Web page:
On Oct. 5 Wesleyan Professor of Art History and Archaeology Phillip Wagoner and University of Arizona Professor of History Richard Eaton co-won The John F. Richards Prize for their book, “Power, Memory, Architecture: Contested Sites on India’s Deccan Plateau.” This prize is awarded to works of scholarship related to South Asian history.
“This was an especially nice award in that both my co-author and I were very close with John Richards,” said Wagoner. “So it was a personal thing as well.”
The fact that the book was co-written by professors from two different universities sets it apart from others in its field.
“Collaborative work is not usually done in the humanities in the way it is done in the sciences,” Wagoner said. “But in the humanities, it was very rare for people to work together. To me and to Dick, my collaborator, the thing that was so wonderful about this project that basically took about 10 years was the collaborative nature of it. It removes the loneliness of scholarship. It’s a very solitary activity.”
Not only did Wagoner and Eaton conduct fieldwork together, but also each step of the research, writing, and publishing process was a completely united effort.
“I highly recommend collaborative work to anyone, provided that you have the right collaborator,” Wagoner said.
The University’s Art & Art History Program focuses on Studio Art, as well as Art History. The program seeks to be interdisciplinary, connecting its courses to as many other departments as possible and highlighting the social, economic, and political aspects of art.
“Wesleyan’s Art History program, arguably one of the best purely undergraduate programs in art history in the country, is truly proud to have faculty of such exceptional caliber as [Professor] Wagoner,” wrote Nadja Aksamija, the Art History Program Director, in an email to The Argus. “This award is a testament to his remarkable contribution to the field of South Asian art and architectural history in this country and internationally, but it also speaks to the high level of research regularly produced by our faculty.”
Wagoner has been teaching at the university for 28 years. In the late 90’s, the University of Chicago tried to hire him, but he decided not to leave the University.
“What you need to know is that the University of Chicago is really one of the two or three premier institutions of the country,” Wagoner said. “I was given an offer for a tenured position there, and that would have been a great move to make in a certain way. But when I started thinking about it, I realized I didn’t feel like I was missing anything at Wesleyan.”
Up until 1998, Wagoner was the curator at the center of East Asian Studies. In addition to teaching, he was in charge of creating displays for the center.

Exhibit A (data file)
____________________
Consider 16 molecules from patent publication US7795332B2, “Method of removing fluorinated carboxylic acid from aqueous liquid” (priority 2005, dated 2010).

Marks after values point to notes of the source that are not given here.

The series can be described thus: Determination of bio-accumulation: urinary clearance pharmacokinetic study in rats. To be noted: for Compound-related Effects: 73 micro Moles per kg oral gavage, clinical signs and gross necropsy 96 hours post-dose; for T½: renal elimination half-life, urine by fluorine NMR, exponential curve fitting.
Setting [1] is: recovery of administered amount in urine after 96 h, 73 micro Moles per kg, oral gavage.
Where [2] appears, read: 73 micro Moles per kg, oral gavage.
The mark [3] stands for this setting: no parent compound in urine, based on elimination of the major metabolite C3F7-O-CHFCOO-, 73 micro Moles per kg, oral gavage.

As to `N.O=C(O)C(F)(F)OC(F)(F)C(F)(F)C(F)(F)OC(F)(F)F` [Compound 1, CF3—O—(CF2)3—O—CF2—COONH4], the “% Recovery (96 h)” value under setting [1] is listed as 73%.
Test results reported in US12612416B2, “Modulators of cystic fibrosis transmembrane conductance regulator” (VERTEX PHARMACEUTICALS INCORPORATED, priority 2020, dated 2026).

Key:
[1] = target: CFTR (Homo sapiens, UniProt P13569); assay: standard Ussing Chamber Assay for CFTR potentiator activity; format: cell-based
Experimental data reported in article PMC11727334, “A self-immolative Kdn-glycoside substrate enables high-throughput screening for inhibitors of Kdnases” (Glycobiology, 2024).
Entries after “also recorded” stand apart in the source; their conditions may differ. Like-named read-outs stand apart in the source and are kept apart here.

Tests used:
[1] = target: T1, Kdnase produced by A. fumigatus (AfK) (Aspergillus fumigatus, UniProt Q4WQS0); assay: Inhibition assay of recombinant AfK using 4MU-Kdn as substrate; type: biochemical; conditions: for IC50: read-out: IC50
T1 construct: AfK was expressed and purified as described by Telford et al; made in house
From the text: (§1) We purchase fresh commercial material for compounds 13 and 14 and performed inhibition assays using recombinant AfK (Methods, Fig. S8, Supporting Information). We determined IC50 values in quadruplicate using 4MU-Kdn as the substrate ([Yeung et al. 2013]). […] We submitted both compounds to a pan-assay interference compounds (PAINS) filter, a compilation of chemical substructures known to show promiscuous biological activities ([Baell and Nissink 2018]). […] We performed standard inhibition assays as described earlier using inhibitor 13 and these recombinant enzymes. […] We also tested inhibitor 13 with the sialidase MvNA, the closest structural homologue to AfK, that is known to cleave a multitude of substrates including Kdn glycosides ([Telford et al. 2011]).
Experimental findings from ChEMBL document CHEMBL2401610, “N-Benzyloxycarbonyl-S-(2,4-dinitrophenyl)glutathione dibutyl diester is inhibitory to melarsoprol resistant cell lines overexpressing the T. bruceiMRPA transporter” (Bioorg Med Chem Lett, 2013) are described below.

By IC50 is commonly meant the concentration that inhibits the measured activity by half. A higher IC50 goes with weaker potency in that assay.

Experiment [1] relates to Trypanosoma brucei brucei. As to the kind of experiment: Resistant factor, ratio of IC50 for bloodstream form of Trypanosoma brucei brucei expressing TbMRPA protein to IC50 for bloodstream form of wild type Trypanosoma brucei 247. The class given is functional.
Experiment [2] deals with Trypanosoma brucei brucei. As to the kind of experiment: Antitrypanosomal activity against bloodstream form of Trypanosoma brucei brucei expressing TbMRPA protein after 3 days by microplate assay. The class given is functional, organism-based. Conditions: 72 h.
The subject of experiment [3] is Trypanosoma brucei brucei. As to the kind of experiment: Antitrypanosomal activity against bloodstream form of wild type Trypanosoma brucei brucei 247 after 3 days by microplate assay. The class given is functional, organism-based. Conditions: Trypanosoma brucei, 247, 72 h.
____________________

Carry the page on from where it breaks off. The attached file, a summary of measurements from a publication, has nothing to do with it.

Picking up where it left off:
“That was really exhilarating, but I was beginning to tire a little bit of having to come up with new exhibitions,” he said. “And my teaching was taking a more interesting turn.”
When the University offered to convert Wagoner’s position into a full-time teaching job, he made the decision to stay put at the University.
“I have to say that the quality of the students that I’ve had the chance to work with is the quality of graduate students,” he said. “I wouldn’t leave here for anything, as long as it stays like that.”
Professor of History William Pinch noted that the University employs an unusually high number of South Asian historians for a liberal arts school.
“Not many places of Wesleyan’s size have more than one historian working in South Asia,” Pinch said. “We’re really lucky.”
Pinch and Wagoner have been close colleagues since Pinch came to the University in the 1991. Even though they are interested in different fields of study, their interests overlap.
“His linguistic expertise is southern whereas my linguistic expertise is northern,” Pinch said. “We really complement each other very well, even though we are in different departments. I think it’s a special treat to have someone like Phil here. And of course, his work is excellent.”
Wagoner has not only been greatly recognized for his historical work over the years, his excellence in teaching has been acknowledged by the University as well.
“Professor Wagoner is one of Wesleyan’s most exceptional teachers who received the Binswanger Prize for Excellence in Teaching in 2013,” Aksamija wrote. “Students rave about his classes in art/architectural history and archaeology, which range from ‘Empire and Erotica: Indian Painting, 1100-1900’ to ‘Grounding the Past: Monument, Site, and Memory.’”
The students aren’t the only ones who admire Wagoner; University professors also appreciate his presence.
“In addition to being a great scholar he’s a great teacher, and he’s trained many students who have gone on to PhDs,” Pinch said. “He embodies the ideal of the Wesleyan schoolteacher.”